Should symptoms of gastroesophageal reflux disease (GERD) persist, over-the-counter antacids may decrease discomfort. Antacids, however, only work for a short time and for this reason they have a limited role in treating reflux disease. Histamine H2 receptor antagonists (such as cimetidine, ranitidine, nizatidine and famotidine) decrease acid production in the stomach. These medications work well for treating mild reflux symptoms and are quite safe, with few side effects. They are available over the counter at a reduced dose, or at a higher dose when given by prescription by your doctor. You should see your doctor immediately if you have symptoms such as unexplained weight loss, trouble swallowing or internal bleeding in addition to heartburn and/or acid regurgitation. Symptoms that persist after you have made simple lifestyle changes also warrant a visit to your doctor. In addition, if you use over-the-counter medications regularly to reduce symptoms such as heartburn or acid regurgitation, you should consult a physician to determine the best course of treatment for you.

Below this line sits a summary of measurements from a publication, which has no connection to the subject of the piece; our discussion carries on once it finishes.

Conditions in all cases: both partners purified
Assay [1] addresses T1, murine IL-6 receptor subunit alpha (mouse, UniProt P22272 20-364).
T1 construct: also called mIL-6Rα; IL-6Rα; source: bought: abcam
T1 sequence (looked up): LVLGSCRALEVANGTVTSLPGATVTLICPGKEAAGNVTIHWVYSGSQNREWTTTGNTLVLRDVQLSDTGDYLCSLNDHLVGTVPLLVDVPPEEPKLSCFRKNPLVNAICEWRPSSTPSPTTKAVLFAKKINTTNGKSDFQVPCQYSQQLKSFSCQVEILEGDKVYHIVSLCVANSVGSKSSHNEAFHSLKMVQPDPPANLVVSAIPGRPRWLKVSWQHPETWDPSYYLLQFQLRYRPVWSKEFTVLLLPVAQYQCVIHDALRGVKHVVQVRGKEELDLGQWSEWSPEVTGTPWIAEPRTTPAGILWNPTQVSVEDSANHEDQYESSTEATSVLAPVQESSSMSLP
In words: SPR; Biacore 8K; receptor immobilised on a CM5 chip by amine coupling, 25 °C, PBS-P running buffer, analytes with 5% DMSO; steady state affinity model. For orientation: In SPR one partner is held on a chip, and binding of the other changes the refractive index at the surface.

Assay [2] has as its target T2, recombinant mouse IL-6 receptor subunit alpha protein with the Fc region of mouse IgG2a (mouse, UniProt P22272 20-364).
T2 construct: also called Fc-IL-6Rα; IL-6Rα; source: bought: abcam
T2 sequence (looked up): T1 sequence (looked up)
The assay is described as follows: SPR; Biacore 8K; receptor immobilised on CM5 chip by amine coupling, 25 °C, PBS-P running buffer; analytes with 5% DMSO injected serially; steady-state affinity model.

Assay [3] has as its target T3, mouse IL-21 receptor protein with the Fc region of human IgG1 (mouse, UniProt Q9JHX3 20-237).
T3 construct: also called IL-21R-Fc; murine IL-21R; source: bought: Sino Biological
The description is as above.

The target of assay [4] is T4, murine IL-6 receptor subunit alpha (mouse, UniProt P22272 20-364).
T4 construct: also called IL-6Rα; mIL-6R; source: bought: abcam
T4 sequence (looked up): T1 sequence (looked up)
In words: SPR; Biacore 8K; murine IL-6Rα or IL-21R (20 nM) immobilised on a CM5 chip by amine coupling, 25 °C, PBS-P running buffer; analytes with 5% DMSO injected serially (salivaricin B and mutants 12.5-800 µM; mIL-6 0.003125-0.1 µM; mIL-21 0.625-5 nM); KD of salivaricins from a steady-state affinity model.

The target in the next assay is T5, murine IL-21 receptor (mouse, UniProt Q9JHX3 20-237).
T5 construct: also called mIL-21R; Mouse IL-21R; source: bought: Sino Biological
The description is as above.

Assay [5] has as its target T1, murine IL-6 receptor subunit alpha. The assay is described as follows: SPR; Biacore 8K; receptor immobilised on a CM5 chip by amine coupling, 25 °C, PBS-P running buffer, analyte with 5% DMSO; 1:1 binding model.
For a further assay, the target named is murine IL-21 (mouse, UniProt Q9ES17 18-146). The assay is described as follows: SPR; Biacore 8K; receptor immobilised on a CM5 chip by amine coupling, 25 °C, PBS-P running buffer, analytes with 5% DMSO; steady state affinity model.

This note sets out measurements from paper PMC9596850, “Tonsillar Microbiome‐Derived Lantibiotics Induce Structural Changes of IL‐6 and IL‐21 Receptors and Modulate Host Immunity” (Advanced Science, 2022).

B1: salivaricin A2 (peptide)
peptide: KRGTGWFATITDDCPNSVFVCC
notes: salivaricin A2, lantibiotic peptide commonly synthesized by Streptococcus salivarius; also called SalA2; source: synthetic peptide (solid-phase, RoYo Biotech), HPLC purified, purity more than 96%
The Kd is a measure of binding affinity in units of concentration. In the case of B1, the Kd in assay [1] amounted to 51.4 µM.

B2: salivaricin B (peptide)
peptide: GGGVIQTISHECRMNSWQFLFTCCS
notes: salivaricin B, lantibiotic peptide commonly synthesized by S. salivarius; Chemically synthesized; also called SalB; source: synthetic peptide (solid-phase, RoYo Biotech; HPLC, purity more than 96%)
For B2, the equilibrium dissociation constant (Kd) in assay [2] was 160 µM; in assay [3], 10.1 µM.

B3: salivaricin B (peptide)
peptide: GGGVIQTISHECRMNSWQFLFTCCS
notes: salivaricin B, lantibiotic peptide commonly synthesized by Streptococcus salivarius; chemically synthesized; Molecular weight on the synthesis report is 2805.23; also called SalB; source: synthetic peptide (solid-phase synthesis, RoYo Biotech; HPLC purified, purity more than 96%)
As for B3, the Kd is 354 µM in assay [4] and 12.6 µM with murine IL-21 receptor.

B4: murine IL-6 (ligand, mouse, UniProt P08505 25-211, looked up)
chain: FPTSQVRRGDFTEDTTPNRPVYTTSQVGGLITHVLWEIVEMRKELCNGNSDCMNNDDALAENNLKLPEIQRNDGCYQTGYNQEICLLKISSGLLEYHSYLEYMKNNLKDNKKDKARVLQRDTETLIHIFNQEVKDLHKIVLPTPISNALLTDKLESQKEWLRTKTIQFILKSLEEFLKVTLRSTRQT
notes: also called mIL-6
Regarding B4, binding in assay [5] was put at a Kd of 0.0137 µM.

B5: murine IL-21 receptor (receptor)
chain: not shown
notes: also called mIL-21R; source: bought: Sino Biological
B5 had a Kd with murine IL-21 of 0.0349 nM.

- Q Who should consider gastroesophageal reflux disease (GERD) surgery?
- Q How long does it take to recover from the TIF procedure for GERD?
- Q Should I have surgery to treat my GERD?
- Q What are some over-the-counter antacids for heartburn?
- Q How do prokinetics treat gastroesophageal reflux disease (GERD)?
- Q How safe is surgery for acid reflux?